The Associated Press tackles the topic this week, suggesting that marijuana testing is hurting employers trying to fill jobs in a hot economy. “I have heard from lots of clients things like, ‘I can’t staff the third shift and test for marijuana,’” said Michael Clarkson, head of the drug testing practice at Ogletree Deakins.
The Society for Human Resource Management has a good round-up with thoughts from California employment attorneys on how to handle employees who are legal users, especially those using medical marijuana.
The California Legislature is currently considering a bill that would require employers to accommodate certain non-safety workers who use medical marijuana, so long as they don’t show up to work stoned.
The bill—AB 2069—is opposed by a slew of business groups, including the powerful state Chamber of Commerce, as well as the Healdsburg, Calif. firm Walter Prince, which specializes in workplace safety law.
Who Got the Work
➤➤ The National Cannabis Industry Association has retained Steve Fox and his Denver firm, VS Strategies, to beef up its federal lobbying efforts. Fox, also of counsel to the Colorado law firm Vicente Sederberg, is a veteran of campaigns to legalize marijuana. His biography says that when became director of federal policies at the Marijuana Policy Project in 2002 he was the only full-time cannabis lobbyist on Capitol Hill.
The NCIA’s three-person government relations staff has worked primarily with the lobbying firm Federal Advocates Inc. The trade group recently reported federal lobbying spending of $180,000 in the first quarter of 2018.
➤➤ The neighbors of Cambridge, Massachusetts, dispensary Health Pharms are suing under federal anti-racketeering laws. Sound familiar? Neighbors of a legal marijuana grow in Colorado also cited the federal RICO statute in attempting to shut it down. Scott Schlager, an associate at Nathanson & Goldberg, is lead counsel for the plaintiffs in the Massachusetts case. Emma Quinn-Judge, a partner at Zalkind, Duncan & Bernstein represents Healthy Pharms. [Masslive]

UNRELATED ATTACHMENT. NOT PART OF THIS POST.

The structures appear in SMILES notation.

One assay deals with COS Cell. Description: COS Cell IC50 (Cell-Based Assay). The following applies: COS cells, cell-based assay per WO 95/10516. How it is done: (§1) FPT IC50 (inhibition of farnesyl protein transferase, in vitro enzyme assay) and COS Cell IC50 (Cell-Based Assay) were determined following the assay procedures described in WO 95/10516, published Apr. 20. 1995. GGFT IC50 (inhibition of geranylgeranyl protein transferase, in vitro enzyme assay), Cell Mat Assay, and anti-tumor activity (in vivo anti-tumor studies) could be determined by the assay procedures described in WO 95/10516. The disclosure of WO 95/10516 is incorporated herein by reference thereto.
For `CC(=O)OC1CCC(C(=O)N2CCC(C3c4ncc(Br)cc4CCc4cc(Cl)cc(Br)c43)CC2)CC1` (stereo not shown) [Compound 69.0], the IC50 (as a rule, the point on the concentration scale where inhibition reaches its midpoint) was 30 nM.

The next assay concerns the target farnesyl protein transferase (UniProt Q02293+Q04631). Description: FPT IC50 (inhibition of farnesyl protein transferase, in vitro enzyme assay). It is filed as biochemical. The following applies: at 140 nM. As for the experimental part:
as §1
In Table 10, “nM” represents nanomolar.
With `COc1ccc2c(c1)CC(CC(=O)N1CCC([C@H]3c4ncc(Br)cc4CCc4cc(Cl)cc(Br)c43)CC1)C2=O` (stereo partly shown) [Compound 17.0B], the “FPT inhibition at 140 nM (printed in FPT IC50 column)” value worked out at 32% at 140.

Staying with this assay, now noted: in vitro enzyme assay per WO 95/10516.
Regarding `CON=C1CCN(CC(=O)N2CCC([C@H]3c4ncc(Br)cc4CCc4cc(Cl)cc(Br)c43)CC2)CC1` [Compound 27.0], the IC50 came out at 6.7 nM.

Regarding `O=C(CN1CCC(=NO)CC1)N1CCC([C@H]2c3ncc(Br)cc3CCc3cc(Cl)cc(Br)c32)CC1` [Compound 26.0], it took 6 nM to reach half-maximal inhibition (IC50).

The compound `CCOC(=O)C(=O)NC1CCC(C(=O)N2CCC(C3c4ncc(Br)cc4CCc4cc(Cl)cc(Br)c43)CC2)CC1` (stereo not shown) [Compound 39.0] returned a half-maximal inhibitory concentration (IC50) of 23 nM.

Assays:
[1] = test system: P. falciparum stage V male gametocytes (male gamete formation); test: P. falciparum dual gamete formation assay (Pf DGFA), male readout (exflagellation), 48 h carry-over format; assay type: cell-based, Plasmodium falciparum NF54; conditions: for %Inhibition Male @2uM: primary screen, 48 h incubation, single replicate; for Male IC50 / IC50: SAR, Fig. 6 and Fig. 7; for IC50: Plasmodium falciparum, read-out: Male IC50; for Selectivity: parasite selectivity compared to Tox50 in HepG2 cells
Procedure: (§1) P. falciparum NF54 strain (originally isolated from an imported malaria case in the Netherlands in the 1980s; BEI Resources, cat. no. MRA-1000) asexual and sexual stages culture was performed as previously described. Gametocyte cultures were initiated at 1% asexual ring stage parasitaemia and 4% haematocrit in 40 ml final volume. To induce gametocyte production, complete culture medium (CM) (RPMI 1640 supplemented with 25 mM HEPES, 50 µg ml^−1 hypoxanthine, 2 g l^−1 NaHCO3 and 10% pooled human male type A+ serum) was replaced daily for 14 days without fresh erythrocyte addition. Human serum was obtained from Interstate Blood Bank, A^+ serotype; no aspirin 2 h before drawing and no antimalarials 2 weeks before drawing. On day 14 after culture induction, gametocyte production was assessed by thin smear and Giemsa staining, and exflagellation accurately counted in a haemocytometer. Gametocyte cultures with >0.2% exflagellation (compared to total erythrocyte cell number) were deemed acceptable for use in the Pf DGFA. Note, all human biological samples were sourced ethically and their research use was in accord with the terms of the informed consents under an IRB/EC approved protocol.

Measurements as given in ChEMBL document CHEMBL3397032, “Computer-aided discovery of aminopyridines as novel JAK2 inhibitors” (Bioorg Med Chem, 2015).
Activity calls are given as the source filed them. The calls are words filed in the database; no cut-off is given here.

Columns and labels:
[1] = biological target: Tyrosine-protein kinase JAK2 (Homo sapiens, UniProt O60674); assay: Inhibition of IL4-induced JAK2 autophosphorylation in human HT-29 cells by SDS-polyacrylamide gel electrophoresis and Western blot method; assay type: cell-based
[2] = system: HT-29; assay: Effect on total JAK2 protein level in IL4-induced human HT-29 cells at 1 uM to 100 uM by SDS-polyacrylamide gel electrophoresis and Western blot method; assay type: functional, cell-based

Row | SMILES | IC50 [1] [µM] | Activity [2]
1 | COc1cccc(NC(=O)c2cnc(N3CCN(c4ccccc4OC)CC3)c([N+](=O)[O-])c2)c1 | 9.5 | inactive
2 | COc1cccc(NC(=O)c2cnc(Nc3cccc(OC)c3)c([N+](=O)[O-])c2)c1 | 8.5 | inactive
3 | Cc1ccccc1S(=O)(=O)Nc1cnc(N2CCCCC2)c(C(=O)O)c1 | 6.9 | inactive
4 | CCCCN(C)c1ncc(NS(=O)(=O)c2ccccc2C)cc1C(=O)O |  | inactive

In the Weeds
- Insurance regulators have approved California’s first insurance policy for landlords renting to cannabis businesses. California Mutual Insurance Co. will offer lessor’s risk coverage to property owners “who are exposed to specific risks resulting from cannabis-related business activities of their commercial tenants,” the Department of Insurance said. [California Department of Insurance]
- Marijuana-legal states are tracking and collecting a whole lot of data from the industry. But at least two states have had technical problems with all that data collection. And Oregon doesn’t have enough staffing to check for compliance issues in all those numbers. [Associated Press]
- Democratic New Jersey Gov. Phil Murphy says he’s tried pot “once or twice.” He confesses he’s “never been a marijuana guy,” according to the AP. Meanwhile, the firm Flaster Greenberg says it’s launching a cannabis practice group in response to proposed legislation to expand marijuana business opportunities in New Jersey.
- More than 100,000 Florida residents have registered in the state’s medical marijuana system. Thirteen companies operate 34 dispensaries despite heavy local restrictions and ongoing fights about what business can locate where. “We are looking at Florida as the biggest medical marijuana market in the United States,” said Randy Maslow, president of iAnthus Capital Holdings. [Orlando Sentinel]
- The National Rifle Association is meeting in Dallas this week, and sure, the Second Amendment lawyers there are talking about guns. But they’re also talking about marijuana. “Think potheads don’t have rights?” asks columnist Jacquielynn Floyd. “Try taking their guns away.” [Dallas News]
Mark Your Calendars
—> May 14: Nominations for the National Cannabis Bar Association’s board of directors are due.
—> May 16: A trial is scheduled in a Leon County courthouse to consider whether Florida’s ban on smokable forms of medical marijuana violates a 2016 state constitutional amendment that legalized medical marijuana. The case is People United for Medical Marijuana Inc. v. Florida Department of Health.